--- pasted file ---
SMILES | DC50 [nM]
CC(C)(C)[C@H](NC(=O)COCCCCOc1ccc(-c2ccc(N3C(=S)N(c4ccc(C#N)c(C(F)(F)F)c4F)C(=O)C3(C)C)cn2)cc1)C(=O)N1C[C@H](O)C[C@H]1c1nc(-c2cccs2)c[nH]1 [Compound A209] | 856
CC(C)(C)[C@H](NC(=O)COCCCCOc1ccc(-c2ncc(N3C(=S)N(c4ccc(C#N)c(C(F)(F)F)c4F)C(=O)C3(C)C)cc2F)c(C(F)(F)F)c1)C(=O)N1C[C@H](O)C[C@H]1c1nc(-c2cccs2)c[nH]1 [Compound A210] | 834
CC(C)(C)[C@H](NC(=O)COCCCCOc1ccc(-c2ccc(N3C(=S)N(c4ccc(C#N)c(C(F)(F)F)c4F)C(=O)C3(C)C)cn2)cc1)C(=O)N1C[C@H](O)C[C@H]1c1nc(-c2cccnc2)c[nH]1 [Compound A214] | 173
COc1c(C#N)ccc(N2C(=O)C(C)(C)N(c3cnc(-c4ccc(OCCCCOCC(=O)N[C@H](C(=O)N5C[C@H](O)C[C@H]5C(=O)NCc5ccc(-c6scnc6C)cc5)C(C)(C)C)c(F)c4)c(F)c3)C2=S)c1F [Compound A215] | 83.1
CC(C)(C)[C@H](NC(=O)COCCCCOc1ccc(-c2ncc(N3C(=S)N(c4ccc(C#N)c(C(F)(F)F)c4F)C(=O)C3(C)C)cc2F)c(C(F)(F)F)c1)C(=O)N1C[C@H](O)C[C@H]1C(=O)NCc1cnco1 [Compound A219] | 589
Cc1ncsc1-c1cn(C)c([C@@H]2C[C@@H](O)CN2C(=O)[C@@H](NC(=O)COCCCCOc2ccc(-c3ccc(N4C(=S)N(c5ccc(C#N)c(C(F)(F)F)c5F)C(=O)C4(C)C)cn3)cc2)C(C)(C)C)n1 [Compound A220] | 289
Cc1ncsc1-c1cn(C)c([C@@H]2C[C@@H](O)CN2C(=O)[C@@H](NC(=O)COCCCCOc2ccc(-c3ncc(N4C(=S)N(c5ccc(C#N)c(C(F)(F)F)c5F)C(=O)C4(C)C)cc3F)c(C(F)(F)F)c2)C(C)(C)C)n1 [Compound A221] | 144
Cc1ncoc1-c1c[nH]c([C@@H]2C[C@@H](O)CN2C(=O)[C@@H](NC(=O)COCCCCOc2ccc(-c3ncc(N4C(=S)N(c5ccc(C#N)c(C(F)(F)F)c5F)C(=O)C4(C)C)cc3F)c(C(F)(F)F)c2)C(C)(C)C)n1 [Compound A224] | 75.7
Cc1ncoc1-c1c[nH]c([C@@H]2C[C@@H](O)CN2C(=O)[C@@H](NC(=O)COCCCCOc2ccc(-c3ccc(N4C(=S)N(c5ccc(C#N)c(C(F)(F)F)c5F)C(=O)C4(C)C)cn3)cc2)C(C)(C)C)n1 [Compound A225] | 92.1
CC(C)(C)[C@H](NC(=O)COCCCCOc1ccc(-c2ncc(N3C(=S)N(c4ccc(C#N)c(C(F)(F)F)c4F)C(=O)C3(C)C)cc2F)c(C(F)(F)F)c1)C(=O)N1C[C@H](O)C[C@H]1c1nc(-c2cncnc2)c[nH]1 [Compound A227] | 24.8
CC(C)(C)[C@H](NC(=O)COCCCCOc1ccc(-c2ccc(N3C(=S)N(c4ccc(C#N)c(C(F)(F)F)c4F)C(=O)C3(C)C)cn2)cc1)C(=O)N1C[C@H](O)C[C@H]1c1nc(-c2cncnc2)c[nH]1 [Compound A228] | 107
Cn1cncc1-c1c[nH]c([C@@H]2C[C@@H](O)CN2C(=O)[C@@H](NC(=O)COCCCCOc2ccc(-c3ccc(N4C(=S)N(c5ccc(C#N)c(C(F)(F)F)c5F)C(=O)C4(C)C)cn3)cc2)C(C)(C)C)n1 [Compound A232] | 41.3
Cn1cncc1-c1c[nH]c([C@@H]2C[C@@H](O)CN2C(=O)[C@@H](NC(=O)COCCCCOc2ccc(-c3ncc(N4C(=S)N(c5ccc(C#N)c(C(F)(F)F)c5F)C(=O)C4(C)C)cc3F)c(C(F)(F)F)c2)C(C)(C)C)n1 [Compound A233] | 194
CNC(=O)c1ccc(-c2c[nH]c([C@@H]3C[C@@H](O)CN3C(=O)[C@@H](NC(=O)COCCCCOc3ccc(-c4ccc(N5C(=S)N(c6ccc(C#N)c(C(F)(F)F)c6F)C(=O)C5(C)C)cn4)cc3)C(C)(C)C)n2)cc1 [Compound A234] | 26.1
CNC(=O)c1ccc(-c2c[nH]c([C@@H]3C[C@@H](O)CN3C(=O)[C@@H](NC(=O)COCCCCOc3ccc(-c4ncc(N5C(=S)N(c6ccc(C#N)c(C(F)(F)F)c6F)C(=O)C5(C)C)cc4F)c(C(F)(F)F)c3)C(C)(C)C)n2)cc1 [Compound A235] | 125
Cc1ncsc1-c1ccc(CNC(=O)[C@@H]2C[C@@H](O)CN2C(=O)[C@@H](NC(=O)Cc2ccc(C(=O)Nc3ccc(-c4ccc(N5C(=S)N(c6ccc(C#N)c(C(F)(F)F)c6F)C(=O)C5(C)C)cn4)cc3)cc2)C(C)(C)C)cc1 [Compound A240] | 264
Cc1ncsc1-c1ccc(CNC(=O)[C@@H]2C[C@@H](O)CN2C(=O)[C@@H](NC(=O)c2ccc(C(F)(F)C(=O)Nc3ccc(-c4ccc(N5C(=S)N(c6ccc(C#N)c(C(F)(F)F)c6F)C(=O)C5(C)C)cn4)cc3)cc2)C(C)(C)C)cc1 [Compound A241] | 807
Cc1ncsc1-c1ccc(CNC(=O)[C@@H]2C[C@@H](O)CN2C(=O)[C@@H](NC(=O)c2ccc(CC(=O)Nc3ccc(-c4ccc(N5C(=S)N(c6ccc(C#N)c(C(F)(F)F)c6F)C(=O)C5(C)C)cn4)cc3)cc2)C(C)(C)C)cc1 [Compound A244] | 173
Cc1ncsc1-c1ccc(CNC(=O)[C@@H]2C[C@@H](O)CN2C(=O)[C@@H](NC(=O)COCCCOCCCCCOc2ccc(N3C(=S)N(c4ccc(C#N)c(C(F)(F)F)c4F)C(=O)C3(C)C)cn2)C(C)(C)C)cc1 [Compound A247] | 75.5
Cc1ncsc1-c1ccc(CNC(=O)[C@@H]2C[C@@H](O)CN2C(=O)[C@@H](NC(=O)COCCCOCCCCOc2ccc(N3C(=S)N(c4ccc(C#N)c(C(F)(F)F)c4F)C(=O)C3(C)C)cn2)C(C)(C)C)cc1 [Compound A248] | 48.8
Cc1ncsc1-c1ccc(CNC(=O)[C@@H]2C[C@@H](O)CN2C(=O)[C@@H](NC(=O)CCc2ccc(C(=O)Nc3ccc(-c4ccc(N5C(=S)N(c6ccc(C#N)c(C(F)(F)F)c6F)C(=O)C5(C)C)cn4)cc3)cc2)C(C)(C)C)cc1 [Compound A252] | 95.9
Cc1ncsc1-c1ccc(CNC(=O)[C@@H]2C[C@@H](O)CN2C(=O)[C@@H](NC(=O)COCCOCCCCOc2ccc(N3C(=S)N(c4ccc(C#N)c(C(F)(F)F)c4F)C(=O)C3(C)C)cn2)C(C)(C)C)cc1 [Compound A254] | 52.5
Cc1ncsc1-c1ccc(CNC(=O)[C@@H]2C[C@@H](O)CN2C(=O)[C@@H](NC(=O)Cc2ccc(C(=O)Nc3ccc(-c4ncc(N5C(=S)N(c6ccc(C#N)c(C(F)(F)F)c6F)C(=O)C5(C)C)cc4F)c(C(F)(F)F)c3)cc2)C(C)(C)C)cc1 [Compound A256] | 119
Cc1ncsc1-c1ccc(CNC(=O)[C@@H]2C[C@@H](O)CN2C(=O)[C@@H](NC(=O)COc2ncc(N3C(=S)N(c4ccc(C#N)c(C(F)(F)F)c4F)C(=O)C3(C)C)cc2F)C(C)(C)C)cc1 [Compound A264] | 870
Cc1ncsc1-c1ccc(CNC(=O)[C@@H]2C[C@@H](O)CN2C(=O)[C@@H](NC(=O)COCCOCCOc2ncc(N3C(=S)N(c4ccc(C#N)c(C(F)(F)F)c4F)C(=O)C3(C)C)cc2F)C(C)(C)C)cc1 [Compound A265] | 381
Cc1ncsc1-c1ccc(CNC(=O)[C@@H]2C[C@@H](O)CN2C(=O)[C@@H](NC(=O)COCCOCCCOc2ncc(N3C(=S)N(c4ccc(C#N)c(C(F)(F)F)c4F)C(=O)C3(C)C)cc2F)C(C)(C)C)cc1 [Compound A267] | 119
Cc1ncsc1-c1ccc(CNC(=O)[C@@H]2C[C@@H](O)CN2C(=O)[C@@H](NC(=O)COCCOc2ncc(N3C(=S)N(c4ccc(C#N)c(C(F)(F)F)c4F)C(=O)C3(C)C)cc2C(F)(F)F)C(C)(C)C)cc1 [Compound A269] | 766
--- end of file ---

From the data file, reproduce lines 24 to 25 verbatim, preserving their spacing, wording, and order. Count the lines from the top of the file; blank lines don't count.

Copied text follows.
Cc1ncsc1-c1ccc(CNC(=O)[C@@H]2C[C@@H](O)CN2C(=O)[C@@H](NC(=O)Cc2ccc(C(=O)Nc3ccc(-c4ncc(N5C(=S)N(c6ccc(C#N)c(C(F)(F)F)c6F)C(=O)C5(C)C)cc4F)c(C(F)(F)F)c3)cc2)C(C)(C)C)cc1 [Compound A256] | 119
Cc1ncsc1-c1ccc(CNC(=O)[C@@H]2C[C@@H](O)CN2C(=O)[C@@H](NC(=O)COc2ncc(N3C(=S)N(c4ccc(C#N)c(C(F)(F)F)c4F)C(=O)C3(C)C)cc2F)C(C)(C)C)cc1 [Compound A264] | 870